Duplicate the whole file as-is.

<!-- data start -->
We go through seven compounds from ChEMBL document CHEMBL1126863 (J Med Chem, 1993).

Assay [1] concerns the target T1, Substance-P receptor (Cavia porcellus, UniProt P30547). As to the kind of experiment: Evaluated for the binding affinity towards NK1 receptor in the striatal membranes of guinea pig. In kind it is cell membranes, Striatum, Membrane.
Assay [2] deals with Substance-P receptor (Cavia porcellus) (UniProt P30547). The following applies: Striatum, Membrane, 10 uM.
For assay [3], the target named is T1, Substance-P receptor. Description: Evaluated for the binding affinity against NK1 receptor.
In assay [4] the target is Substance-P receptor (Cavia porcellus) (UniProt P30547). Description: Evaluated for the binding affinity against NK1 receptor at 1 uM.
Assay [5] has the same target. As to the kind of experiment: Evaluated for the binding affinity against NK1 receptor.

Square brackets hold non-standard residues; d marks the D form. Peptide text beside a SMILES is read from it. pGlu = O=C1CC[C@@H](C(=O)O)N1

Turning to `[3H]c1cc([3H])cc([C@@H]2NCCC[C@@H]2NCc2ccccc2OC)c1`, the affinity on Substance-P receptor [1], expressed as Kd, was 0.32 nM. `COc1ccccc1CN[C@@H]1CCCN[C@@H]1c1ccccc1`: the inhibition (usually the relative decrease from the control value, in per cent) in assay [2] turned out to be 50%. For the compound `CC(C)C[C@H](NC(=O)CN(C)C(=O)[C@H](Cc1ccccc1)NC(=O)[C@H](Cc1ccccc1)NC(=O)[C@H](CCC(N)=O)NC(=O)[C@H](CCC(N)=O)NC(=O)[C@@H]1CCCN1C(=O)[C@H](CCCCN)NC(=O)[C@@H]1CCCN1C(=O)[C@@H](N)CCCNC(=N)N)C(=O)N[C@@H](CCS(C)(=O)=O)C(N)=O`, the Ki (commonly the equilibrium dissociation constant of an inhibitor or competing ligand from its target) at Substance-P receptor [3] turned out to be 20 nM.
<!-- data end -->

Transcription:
We go through seven compounds from ChEMBL document CHEMBL1126863 (J Med Chem, 1993).

Assay [1] concerns the target T1, Substance-P receptor (Cavia porcellus, UniProt P30547). As to the kind of experiment: Evaluated for the binding affinity towards NK1 receptor in the striatal membranes of guinea pig. In kind it is cell membranes, Striatum, Membrane.
Assay [2] deals with Substance-P receptor (Cavia porcellus) (UniProt P30547). The following applies: Striatum, Membrane, 10 uM.
For assay [3], the target named is T1, Substance-P receptor. Description: Evaluated for the binding affinity against NK1 receptor.
In assay [4] the target is Substance-P receptor (Cavia porcellus) (UniProt P30547). Description: Evaluated for the binding affinity against NK1 receptor at 1 uM.
Assay [5] has the same target. As to the kind of experiment: Evaluated for the binding affinity against NK1 receptor.

Square brackets hold non-standard residues; d marks the D form. Peptide text beside a SMILES is read from it. pGlu = O=C1CC[C@@H](C(=O)O)N1

Turning to `[3H]c1cc([3H])cc([C@@H]2NCCC[C@@H]2NCc2ccccc2OC)c1`, the affinity on Substance-P receptor [1], expressed as Kd, was 0.32 nM. `COc1ccccc1CN[C@@H]1CCCN[C@@H]1c1ccccc1`: the inhibition (usually the relative decrease from the control value, in per cent) in assay [2] turned out to be 50%. For the compound `CC(C)C[C@H](NC(=O)CN(C)C(=O)[C@H](Cc1ccccc1)NC(=O)[C@H](Cc1ccccc1)NC(=O)[C@H](CCC(N)=O)NC(=O)[C@H](CCC(N)=O)NC(=O)[C@@H]1CCCN1C(=O)[C@H](CCCCN)NC(=O)[C@@H]1CCCN1C(=O)[C@@H](N)CCCNC(=N)N)C(=O)N[C@@H](CCS(C)(=O)=O)C(N)=O`, the Ki (commonly the equilibrium dissociation constant of an inhibitor or competing ligand from its target) at Substance-P receptor [3] turned out to be 20 nM.